Towering black Highveld storm clouds spewed jagged lightning and growling thunder overhead as Yiull Damaso unveiled his completed “Mandela corpse” artwork at Constitutional Hill on Tuesday night.
Little-known Zimbabwean-born Damaso shot to national prominence in July this year when he set up his easel in Johannesburg’s upmarket Hyde Park shopping centre and began creating the oil painting, based on Rembrandt’s The Anatomy Lesson of Dr Nicolaes Tulp, which depicts Nelson Mandela as a corpse being autopsied by late Aids activist Nkosi Johnson.
The autopsy is watched by a cast of prominent contemporary South Africans including Desmond Tutu, Thabo Mbeki, Jacob Zuma, Cyril Ramaphosa, FW de Klerk and Helen Zille.
After the Mail & Guardian broke the story online, the ANC condemned Damaso’s painting as racist as well as being “in bad taste, disrespectful and … an insult and an affront to values of our society”.
The ANC also condemned the M&G‘s decision to publish the image on its front page.
Senior party spokesperson Jackson Mthembu was quoted as saying: “It is in bad taste, disrespectful and it is an insult and an affront to values of our society.”
Mthembu said the front-page use of the picture had strengthened the ruling party’s resolve to establish a media tribunal
Damaso unveiled The Night Watch in front of a small, supportive audience who — like the thunderstorm that failed to materialise on Tuesday night — were not as hostile as might have been expected for such a controversial artwork.
The painting’s title derives from its depiction of prominent South African leaders watching the dissection of Mandela.
Damaso said the decision to exhibit the painting at Constitution Hill was “appropriate” because “it is a site which represents freedom of expression”.
He explained the painting grew out of the idea that South Africans will have to face the idea that Mandela will die.
“Unfortunately, that day is just around the corner,” he said.
Damaso had not anticipated the public outcry his painting would cause: “The whole experience forced me to grow up a great deal as a person and as an artist.”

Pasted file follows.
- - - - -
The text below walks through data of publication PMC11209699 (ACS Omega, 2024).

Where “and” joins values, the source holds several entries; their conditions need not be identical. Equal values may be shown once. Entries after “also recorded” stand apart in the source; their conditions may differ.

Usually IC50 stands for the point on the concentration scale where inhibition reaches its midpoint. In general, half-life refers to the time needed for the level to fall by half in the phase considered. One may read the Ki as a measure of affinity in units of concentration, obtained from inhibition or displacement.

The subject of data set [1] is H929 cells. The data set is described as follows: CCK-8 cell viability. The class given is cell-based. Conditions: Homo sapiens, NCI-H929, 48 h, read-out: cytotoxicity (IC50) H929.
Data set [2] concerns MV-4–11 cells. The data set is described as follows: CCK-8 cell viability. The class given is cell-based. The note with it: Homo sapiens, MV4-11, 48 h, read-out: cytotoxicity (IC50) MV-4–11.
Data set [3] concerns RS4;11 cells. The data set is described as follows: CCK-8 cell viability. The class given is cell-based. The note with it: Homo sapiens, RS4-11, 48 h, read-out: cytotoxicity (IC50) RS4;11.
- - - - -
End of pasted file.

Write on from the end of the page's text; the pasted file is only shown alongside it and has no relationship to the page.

‘I have an allergy to people who racialise’
Professor Pitika Ntuli, an internationally renowned artist and academic, opened the exhibition, which included four other Mandela-themed artworks by Damaso.
Ntuli said he had initially been opposed to the autopsy painting, but after he engaged with Damaso about his reasons for the work, he decided to support the artist.
“There are two worlds — the world of reality and the world of the imagination,” Ntuli said. “As soon as you conflate the world of reality with the imagination — taking art literally as fact — then you run into trouble.”
Referring to the outrage expressed by “some politicians”, Ntuli said: “I have an allergy to people who racialise. Immediately when people start to prescribe what an artist should and shouldn’t do, you incur my wrath.”
Ntuli said the painting “will probably stand the test of time” but added that Damaso “could have done more to layer the use of paint to add depth and texture, so that it becomes more than just a provocative image”.
“But he’s still young — he has plenty of time to realise the technique,” Ntuli added.
Carolyn Davies, an interior designer, said she liked the autopsy painting but found it “a bit macabre”.
“I’d far rather hang that painting in my home,” she said, pointing to an aquamarine and rust-coloured portrait of a smiling Mandela that was attracting much less attention than The Night Watch hanging to its right.
Damaso’s Mandela-themed artworks will be on display at the book shop opposite the Constitutional Court at Constitution Hill until October 31.